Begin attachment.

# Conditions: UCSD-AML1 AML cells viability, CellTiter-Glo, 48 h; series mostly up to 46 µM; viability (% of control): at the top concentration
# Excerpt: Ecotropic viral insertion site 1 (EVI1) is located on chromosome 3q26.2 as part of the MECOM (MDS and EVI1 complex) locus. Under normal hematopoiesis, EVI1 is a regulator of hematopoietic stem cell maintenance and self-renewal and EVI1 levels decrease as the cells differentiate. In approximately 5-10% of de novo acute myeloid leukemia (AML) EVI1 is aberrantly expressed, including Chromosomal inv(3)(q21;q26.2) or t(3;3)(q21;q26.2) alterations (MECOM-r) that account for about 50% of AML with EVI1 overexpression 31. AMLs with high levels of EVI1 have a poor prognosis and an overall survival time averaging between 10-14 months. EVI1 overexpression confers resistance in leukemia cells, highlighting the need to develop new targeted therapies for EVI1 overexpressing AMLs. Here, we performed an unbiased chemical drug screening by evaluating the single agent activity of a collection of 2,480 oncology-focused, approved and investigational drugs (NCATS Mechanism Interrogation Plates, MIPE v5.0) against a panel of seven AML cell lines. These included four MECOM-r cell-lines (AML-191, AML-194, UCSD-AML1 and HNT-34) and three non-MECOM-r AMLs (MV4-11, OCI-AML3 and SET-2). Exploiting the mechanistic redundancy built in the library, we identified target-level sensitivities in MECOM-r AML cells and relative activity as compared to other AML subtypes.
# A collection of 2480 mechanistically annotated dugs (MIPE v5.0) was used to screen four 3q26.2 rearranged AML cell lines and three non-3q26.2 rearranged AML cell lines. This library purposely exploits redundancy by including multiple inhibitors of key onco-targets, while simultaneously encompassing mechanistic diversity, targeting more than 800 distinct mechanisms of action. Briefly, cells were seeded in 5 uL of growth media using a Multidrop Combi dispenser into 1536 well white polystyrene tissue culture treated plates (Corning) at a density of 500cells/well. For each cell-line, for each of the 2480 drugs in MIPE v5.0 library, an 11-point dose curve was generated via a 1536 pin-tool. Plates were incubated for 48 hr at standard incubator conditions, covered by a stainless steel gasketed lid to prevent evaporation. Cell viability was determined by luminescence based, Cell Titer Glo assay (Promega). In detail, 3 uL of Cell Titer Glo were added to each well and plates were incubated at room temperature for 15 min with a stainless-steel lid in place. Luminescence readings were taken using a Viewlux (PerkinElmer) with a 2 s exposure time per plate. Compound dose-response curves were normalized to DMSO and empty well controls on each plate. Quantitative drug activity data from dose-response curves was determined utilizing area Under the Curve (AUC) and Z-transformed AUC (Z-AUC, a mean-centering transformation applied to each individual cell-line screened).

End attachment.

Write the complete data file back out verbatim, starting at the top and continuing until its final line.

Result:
# Conditions: UCSD-AML1 AML cells viability, CellTiter-Glo, 48 h; series mostly up to 46 µM; viability (% of control): at the top concentration
# Excerpt: Ecotropic viral insertion site 1 (EVI1) is located on chromosome 3q26.2 as part of the MECOM (MDS and EVI1 complex) locus. Under normal hematopoiesis, EVI1 is a regulator of hematopoietic stem cell maintenance and self-renewal and EVI1 levels decrease as the cells differentiate. In approximately 5-10% of de novo acute myeloid leukemia (AML) EVI1 is aberrantly expressed, including Chromosomal inv(3)(q21;q26.2) or t(3;3)(q21;q26.2) alterations (MECOM-r) that account for about 50% of AML with EVI1 overexpression 31. AMLs with high levels of EVI1 have a poor prognosis and an overall survival time averaging between 10-14 months. EVI1 overexpression confers resistance in leukemia cells, highlighting the need to develop new targeted therapies for EVI1 overexpressing AMLs. Here, we performed an unbiased chemical drug screening by evaluating the single agent activity of a collection of 2,480 oncology-focused, approved and investigational drugs (NCATS Mechanism Interrogation Plates, MIPE v5.0) against a panel of seven AML cell lines. These included four MECOM-r cell-lines (AML-191, AML-194, UCSD-AML1 and HNT-34) and three non-MECOM-r AMLs (MV4-11, OCI-AML3 and SET-2). Exploiting the mechanistic redundancy built in the library, we identified target-level sensitivities in MECOM-r AML cells and relative activity as compared to other AML subtypes.
# A collection of 2480 mechanistically annotated dugs (MIPE v5.0) was used to screen four 3q26.2 rearranged AML cell lines and three non-3q26.2 rearranged AML cell lines. This library purposely exploits redundancy by including multiple inhibitors of key onco-targets, while simultaneously encompassing mechanistic diversity, targeting more than 800 distinct mechanisms of action. Briefly, cells were seeded in 5 uL of growth media using a Multidrop Combi dispenser into 1536 well white polystyrene tissue culture treated plates (Corning) at a density of 500cells/well. For each cell-line, for each of the 2480 drugs in MIPE v5.0 library, an 11-point dose curve was generated via a 1536 pin-tool. Plates were incubated for 48 hr at standard incubator conditions, covered by a stainless steel gasketed lid to prevent evaporation. Cell viability was determined by luminescence based, Cell Titer Glo assay (Promega). In detail, 3 uL of Cell Titer Glo were added to each well and plates were incubated at room temperature for 15 min with a stainless-steel lid in place. Luminescence readings were taken using a Viewlux (PerkinElmer) with a 2 s exposure time per plate. Compound dose-response curves were normalized to DMSO and empty well controls on each plate. Quantitative drug activity data from dose-response curves was determined utilizing area Under the Curve (AUC) and Z-transformed AUC (Z-AUC, a mean-centering transformation applied to each individual cell-line screened).